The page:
ADNOC has been actively pursuing decarbonization efforts, with plans to achieve net-zero emissions by 2045 and a target CCS capacity of 10 million tons per annum (mmtpa) by 2030. The company currently operates the Al Reyadah facility, capable of processing 800,000 tons of CO2 per year, and is working on carbon capture projects at the Habshan and Hail and Ghasha facilities. Santos, on the other hand, has been seeking to reduce its carbon footprint and expand its CCS efforts, including projects in partnership with Timor-Leste's TIMOR GAP and SK E&S to support Asia's decarbonization.

Horisont Energi and Koole Terminals Explore European Carbon Capture and Storage Value Chain

Clean energy company Horisont Energi and independent provider of integrated services Koole Terminals have signed a non-binding memorandum of understanding (MoU) to explore the potential development of a European carbon capture and storage (CCS) value chain. The MoU outlines their intention to develop CO2 import and export terminals in continental Europe, including a potential Koole Terminals CO2 terminal in Rotterdam. This would be connected to the planned Delta Rhine Corridor CO2 pipeline, allowing volumes to be gathered from various places and shipped to carbon storage terminals, such as the Gismarvik CO2 terminal in Norway. The Gismarvik terminal is intended to become an injection hub for CO2 before permanent storage on the Norwegian Continental Shelf, with an anticipated annual capacity of 20-24 million tons.

The two parties also expect to explore certification solutions to develop fully auditable inventory control, emission certification, traceability management, and trading solutions for CO2. Bjørgulf Haukelidsæter Eidesen, CEO of Horisont Energi, said the proposed CO2 terminal in Rotterdam would play a central role in establishing the CCS value chain in Europe. John Kraakman, CEO of Koole Terminals, said the two firms have made material progress enhancing potential CO2 intermediate storage capabilities at Rotterdam.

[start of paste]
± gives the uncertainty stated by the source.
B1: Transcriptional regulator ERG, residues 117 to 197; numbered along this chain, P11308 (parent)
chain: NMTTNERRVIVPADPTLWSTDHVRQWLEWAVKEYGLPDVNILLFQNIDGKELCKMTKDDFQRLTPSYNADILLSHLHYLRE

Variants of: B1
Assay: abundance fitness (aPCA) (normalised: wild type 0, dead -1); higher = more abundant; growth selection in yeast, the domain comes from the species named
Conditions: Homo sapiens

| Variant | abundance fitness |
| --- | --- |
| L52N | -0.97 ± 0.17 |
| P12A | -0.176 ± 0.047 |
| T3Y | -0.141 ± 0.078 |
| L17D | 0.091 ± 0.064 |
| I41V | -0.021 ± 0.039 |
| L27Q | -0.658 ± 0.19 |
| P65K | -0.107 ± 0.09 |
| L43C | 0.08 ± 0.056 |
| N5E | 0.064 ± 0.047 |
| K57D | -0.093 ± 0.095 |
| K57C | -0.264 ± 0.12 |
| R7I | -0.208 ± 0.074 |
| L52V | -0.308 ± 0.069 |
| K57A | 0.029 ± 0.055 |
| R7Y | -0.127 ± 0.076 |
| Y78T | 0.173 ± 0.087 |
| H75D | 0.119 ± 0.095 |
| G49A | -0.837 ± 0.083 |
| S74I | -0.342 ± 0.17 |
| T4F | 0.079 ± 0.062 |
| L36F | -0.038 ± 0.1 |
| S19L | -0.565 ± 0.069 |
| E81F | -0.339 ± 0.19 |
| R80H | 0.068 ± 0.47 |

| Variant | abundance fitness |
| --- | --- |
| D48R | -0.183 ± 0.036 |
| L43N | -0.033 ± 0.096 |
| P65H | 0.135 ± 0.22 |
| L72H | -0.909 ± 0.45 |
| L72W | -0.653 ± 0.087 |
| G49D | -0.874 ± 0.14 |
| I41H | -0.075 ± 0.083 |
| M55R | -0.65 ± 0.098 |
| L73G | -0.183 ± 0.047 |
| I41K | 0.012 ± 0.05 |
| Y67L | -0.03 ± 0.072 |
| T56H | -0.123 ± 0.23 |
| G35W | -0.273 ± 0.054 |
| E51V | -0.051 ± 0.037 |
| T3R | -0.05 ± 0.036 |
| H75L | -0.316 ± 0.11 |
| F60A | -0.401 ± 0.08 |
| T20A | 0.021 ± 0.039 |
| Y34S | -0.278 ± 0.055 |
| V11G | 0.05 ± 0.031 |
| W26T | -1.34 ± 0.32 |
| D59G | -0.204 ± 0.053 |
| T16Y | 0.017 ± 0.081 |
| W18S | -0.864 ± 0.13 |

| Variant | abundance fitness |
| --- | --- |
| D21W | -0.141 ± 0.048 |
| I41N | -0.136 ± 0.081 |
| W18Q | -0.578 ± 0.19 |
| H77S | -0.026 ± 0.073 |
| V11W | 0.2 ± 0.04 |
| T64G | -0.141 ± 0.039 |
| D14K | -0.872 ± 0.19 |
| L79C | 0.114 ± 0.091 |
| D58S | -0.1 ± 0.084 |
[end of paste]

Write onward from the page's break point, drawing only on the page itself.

Carbon Catalyst and Summit Energy Evolution Partner in UK North Sea CCS Project

Carbon Catalyst has entered into an agreement with Summit Energy Evolution Limited (SEEL), a subsidiary of Sumitomo Corporation, to farm out a 10% working interest in the Orion carbon storage license located in the Southern North Sea sector of the UK Continental Shelf. This project marks SEEL's entry into the UK carbon storage sector and is designed to deliver an initial injection capacity of 1 million tonnes per annum (Mtpa), increasing to 6 Mtpa, with injection expected to start in 2031.

The Orion project consists of two carbon storage licenses covering decommissioned gas fields and is geographically proximal to the UK's largest industrial cluster in Humberside. This project aims to support carbon capture and storage (CCS) efforts in the region, contributing to the UK's net-zero goals. The farmout agreement is subject to regulatory approval, and it signifies further collaboration in the CCS sector to reduce carbon emissions. Carbon Catalyst has been actively engaged in partnering with companies to advance CCS initiatives in the UK North Sea, addressing the critical need for carbon mitigation solutions in the transition to a low-carbon economy.

Schaper Energy Consulting is a professional engineering firm offering carbon strategy services to CCS site developers. Check out some examples of our projects here: https://schaperintl.com/carbon-strategies/

If you have questions or comments, please contact us at info@schaperintl.com.

We hope you enjoyed reading this week and hope to see you back next week for more!